Daniel's Travels

France

Vive la France!

I have only been to Canada one time. In early 2006, I started thinking about spring break and found that I had nothing to do. I also saw that I had a few hundred extra dollars. Finally, I decided that it was about time to see Canada or Mexico. Instead of saving my money like a sensible person, I called my sister (who was 16 at the time) and told her that we should go to Canada for spring break (my first spring break of college, Canada for spring break?!?, I know). Luckily, my parents agreed that because my sister was coming along that they would pay for our hotel and some of our food. They also paid for our train tickets from Montréal to Toronto. So, I booked a flight on Air Canada to Montréal and then from Toronto back to San Francisco and waited about a month.

Getting There

The flight to Canada was nice, and Air Canada had pretty good service and clean planes. Check-in for the flight to Canada was faster than any United Domestic check-in I had ever seen. I walked up, handed them my passport, and a few seconds later they put a sticker on my bag and handed me a boarding pass. I had a nice conversation in a mixture of poor French on my part and good English on their part with some Québecois sitting next to me. They gave me some advice on where I could eat in Montréal and told me a little bit about the city. It was dark outside by the time we landed at l'aéroport International Pierre-Elliott-Trudeau de Montréal. As we taxied past rows and rows of AirTransat airplanes parked at their gates, I got out my burgundy passport, I started the flight as an American and landed as a Brit.

 

The plane finally parked at the gate and we all got off and began the slow march through the line to immigration. As we inched closer and closer, I noticed the time. My sister's flight had arrived at least 45 minutes ago, and we were supposed to arrive at about the same time! My flight was late, and her flight was on time. Apparently, the immigration line had also been much shorter for her because a minute or so later, I felt my cell phone start to vibrate. To avoid the horrible glances of Canadian airport officials I quickly switched it off and continued back and forth, back and forth in the endlessly long line.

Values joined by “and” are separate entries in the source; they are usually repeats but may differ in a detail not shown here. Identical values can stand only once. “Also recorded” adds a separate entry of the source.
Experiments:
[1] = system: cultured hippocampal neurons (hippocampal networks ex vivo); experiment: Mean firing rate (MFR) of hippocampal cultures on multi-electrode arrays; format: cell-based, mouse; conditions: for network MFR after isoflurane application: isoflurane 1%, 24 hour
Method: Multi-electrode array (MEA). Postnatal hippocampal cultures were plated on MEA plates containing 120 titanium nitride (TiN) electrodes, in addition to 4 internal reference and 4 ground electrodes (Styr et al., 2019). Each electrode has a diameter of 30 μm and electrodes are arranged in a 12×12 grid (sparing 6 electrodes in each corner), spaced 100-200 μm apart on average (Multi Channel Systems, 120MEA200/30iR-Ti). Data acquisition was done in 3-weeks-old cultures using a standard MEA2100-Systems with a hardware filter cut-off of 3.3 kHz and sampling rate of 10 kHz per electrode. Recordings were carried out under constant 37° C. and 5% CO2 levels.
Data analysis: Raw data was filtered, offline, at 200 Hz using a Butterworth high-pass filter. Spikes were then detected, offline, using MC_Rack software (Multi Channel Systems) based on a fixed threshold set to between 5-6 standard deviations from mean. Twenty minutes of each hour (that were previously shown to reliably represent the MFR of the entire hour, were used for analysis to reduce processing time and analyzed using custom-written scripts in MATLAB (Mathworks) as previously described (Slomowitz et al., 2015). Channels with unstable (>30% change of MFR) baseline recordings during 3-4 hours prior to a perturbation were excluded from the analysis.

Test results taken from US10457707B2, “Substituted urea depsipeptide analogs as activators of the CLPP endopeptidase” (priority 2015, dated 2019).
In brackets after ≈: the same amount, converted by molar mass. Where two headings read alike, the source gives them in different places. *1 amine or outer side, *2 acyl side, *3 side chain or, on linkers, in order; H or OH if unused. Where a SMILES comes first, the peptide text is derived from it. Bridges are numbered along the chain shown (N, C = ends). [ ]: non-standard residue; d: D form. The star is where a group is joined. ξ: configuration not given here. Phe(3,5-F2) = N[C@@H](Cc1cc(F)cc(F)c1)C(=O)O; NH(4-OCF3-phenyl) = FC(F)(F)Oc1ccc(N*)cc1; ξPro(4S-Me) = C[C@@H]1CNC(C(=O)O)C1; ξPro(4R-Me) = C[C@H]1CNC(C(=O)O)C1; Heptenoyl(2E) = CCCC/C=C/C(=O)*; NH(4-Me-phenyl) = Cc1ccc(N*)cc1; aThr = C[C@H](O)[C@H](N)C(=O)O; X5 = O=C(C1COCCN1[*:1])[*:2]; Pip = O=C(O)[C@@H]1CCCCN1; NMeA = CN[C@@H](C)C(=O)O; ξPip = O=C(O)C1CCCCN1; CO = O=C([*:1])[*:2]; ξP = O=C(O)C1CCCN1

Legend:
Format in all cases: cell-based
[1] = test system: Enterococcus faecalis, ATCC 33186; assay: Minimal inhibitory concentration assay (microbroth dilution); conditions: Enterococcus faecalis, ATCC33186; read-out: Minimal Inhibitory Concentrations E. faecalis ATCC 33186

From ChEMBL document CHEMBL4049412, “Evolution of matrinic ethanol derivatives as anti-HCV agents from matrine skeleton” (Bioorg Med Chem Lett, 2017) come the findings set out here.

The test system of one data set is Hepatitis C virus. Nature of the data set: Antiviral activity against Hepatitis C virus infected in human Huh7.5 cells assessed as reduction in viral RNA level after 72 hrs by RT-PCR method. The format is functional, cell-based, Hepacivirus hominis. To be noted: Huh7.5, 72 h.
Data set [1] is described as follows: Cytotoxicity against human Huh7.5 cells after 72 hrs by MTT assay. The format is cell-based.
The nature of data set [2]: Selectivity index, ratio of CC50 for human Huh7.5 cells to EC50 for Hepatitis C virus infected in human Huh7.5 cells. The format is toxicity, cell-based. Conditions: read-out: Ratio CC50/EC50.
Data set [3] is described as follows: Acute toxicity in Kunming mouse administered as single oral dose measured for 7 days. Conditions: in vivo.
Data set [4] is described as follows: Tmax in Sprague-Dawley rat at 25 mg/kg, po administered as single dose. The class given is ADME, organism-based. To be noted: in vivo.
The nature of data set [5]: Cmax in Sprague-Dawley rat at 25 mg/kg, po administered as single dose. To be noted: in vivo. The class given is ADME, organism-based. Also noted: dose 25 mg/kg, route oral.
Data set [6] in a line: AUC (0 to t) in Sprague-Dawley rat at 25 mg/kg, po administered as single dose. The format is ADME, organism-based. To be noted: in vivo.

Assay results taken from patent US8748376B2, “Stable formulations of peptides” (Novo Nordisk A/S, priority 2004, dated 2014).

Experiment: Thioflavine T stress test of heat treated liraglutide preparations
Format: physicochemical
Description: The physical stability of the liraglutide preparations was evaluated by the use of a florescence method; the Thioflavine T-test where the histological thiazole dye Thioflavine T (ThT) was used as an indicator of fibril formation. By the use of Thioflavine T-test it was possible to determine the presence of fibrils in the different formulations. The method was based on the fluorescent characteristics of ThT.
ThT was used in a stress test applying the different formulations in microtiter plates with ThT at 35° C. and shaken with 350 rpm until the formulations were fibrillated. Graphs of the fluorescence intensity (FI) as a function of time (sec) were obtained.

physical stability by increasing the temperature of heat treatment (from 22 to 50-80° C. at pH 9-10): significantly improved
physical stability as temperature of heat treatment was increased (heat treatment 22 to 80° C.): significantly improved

Entry

Finally, after waiting for at least a half hour, I approached the immigration desk and used my British Passport for the first time. Although, I wouldn't really call it using a passport. She questioned me over and over about my intentions in Canada. As I stood there, the immigration official flipped through my British Passport once, then again, then again, closely inspecting every single very blank page again and again. I knew what she wanted to ask, but she never asked it. I kept replying, "Tourism" and then, "I'm returning in five days" and then, "yes, here's my Air Canada return e-ticket and my hotel confirmation and my VIARail e-ticket and my hotel confirmations in both Montréal and Toronto" It was more documentation than I had ever been asked for and more than I have been asked for since. After all of this, she said, "OK, I want you to go into that office back there and walk up to the counter and go through that immigration line."

 

So, I went behind the main set of "Customs" counters to the more official looking "Immigration Office." Luckily, the office was empty, I guess there hadn't been quite enough confusing dual nationals that day. Of course, the guy at the counter asked me the exact same set of questions, I showed him the same set of documents. He was silent for a whole minute when I finally had enough courage to settle their confusion. They both wondered, but never aloud, why someone was coming from the United States with a blank British Passport, no evidence of them having ever been in the US. I told the agent that I am also a US Citizen, so he asked me,

"You say you have a green card?"

"No, I am a US Citizen!"

He looked at me kind of confused (I don't quite know why, there are tons of dual US/Canadian and Canadian/UK citizens), so I just pulled out my US Passport and handed it to him. He examined it, every page, scanned it into his computer, and then returned it to me. He cautiously stamped my British Passport and then carefully wrote "V——————30 Mars '06" (Giving me only five days in Canada!) underneath the Canadian Immigration stamp. He handed back my passport, and I went on my way. I finally reached my sister at baggage claim, and we went to get a Taxi and left for our hotel. We checked in and immediately left to go have dinner, at 10:30PM, though in Montréal, that was a splendid time for dinner.

The Elusive Canadian Entry Stamp

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